Current and future economic burden of diabetes among working-age adults in Asia: conservative estimates for Singapore from 2010-2050.
Png ME., Yoong J., Phan TP., Wee HL.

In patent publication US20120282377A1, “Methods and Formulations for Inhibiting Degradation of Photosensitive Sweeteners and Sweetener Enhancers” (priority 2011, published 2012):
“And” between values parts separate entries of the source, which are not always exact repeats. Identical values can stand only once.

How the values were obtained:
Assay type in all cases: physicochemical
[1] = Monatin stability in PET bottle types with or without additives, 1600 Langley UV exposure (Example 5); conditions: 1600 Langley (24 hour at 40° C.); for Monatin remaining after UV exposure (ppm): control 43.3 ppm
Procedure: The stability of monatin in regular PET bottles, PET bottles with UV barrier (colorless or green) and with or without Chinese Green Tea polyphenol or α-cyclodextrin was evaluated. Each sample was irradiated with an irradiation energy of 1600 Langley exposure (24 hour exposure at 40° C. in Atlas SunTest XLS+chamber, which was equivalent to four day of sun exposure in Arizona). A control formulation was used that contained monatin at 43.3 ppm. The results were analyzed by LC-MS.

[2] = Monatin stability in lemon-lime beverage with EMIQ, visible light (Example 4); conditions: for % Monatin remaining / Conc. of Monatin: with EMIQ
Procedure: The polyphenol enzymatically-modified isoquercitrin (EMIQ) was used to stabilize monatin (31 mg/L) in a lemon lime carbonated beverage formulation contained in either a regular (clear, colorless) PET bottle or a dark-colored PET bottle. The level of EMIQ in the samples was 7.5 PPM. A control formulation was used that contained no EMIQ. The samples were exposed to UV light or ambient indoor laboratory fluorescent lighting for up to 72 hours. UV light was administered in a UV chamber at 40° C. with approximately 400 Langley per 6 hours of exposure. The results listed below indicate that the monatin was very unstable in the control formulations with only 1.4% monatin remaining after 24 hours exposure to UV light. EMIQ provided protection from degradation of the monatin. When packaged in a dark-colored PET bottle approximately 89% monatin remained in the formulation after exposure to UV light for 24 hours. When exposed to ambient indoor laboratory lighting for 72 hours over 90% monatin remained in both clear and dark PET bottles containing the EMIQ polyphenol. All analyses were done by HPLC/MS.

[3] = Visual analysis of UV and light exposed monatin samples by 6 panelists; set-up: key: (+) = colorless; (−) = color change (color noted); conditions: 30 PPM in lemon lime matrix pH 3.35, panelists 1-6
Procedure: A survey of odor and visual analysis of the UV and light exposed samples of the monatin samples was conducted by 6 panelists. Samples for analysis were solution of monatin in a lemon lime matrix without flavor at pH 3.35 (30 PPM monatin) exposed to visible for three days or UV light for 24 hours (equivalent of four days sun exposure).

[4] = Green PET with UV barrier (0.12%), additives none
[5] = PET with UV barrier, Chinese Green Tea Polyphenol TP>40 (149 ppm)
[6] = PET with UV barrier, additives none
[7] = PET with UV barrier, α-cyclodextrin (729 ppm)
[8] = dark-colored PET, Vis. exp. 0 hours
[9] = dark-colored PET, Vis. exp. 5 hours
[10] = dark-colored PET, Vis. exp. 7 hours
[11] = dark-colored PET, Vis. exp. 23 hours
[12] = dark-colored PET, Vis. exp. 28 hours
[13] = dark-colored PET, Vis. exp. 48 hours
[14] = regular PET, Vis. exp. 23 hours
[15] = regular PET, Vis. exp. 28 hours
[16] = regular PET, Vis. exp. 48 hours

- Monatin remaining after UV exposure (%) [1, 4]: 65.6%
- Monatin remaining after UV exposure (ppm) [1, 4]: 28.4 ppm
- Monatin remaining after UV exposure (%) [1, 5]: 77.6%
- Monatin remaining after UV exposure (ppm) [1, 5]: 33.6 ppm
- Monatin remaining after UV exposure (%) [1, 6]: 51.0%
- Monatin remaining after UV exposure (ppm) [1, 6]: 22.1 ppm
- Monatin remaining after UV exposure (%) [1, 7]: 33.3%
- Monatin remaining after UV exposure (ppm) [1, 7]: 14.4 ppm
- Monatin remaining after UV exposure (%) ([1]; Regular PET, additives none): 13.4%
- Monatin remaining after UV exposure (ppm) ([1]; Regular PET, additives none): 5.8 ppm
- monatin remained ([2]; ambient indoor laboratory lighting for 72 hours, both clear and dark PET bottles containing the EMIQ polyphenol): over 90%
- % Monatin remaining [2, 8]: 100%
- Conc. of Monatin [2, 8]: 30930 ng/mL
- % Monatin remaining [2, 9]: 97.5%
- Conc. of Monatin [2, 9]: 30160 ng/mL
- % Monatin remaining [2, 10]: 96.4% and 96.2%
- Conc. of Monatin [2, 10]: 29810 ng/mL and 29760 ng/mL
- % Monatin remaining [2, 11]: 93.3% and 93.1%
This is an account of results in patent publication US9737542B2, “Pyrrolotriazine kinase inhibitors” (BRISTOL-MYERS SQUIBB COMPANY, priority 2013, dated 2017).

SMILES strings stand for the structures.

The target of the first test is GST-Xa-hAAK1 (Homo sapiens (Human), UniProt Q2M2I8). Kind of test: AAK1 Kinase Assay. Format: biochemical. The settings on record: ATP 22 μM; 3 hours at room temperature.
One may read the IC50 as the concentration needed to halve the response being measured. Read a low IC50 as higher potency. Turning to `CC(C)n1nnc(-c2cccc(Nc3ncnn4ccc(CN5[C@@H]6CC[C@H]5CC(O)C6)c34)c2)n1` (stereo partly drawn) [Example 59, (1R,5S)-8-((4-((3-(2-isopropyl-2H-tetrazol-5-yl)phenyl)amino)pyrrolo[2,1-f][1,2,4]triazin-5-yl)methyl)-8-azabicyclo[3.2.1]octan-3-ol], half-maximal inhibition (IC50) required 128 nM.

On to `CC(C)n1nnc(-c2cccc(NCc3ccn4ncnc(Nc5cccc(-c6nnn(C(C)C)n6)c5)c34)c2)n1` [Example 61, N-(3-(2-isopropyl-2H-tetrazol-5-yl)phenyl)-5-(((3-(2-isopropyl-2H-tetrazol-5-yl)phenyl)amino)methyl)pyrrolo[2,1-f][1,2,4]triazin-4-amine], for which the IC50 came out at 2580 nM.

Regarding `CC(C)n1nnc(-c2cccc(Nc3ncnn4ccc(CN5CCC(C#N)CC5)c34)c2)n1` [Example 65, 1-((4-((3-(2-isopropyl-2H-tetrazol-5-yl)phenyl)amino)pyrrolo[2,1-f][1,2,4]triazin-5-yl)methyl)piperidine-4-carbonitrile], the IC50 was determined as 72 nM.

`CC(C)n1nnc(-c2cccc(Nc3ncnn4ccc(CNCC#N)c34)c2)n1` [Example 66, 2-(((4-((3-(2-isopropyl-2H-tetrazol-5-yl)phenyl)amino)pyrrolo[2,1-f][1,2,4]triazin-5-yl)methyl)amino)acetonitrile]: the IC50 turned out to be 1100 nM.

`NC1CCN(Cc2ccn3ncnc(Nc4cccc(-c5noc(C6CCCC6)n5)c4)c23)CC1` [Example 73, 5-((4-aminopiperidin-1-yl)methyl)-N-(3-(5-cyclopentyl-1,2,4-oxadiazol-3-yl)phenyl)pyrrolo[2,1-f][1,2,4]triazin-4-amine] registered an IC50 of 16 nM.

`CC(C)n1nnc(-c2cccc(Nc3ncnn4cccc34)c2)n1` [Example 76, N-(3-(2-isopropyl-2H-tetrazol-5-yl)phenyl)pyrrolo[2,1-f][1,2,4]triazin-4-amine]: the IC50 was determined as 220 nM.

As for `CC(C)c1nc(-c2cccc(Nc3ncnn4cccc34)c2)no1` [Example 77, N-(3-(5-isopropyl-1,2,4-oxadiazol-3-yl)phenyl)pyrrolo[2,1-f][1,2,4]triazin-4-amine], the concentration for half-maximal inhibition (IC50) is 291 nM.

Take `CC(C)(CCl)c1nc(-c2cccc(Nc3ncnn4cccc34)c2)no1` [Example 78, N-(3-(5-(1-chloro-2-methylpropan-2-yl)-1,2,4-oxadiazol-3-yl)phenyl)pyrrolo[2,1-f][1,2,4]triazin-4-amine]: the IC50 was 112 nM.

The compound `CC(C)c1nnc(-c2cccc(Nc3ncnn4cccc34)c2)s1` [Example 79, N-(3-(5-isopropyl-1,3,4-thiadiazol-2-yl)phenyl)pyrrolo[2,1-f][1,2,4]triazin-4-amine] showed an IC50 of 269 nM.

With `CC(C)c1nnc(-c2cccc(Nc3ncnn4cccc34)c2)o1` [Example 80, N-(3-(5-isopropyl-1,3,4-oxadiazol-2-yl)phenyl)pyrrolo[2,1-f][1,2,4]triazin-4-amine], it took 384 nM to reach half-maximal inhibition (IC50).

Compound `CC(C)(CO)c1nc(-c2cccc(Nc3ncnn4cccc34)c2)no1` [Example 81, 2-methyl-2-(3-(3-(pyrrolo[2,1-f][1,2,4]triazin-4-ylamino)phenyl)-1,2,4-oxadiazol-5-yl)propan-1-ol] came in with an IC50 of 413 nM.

BACKGROUND: Diabetes not only imposes a huge health burden but also a large economic burden worldwide. In the working-age population, cost of lost productivity can far exceed diabetes-related medical cost. In this study, we aimed to estimate the current and future indirect and excess direct costs of diagnosed type 2 diabetes among the working-age population in Singapore. METHODS: A previously-published epidemiological model of diabetes was adapted to forecast prevalence among working-age patients with diagnosed type 2 diabetes in the absence of interventions. The current methodology of the American Diabetes Association was adopted to estimate the costs of diabetes for this population. Diabetes-related excess direct medical costs were obtained from a local cost study while indirect costs were calculated using the human capital approach applied to local labor force statistics. These cost were estimated conservatively from a societal perspective on a per patient basis and projected to the overall Singapore population from 2010 to 2050. RESULTS: In 2010, total economic costs per working-age patient were estimated to be US$5,646 (US$4,432-US$10,612), of which 42% were excess direct medical costs and 58% indirect productivity-related losses. Total cost is projected to rise to US$7,791 (US$5,741-US$12,756) in 2050, with the share of indirect costs rising to 65%. Simultaneous increases in prevalence imply that the total economic costs of diabetes for the entire working-age population will increase by 2.4 fold from US$787 million in 2010 to US$1,867 million in 2050. CONCLUSIONS: By current projections, diabetes in Singapore represents a growing economic burden. Among the working-age population, the impact of productivity loss will become increasingly significant. Prevention efforts to reduce overall prevalence should also engage stakeholders outside the health sector who ultimately bear the indirect burden of disease.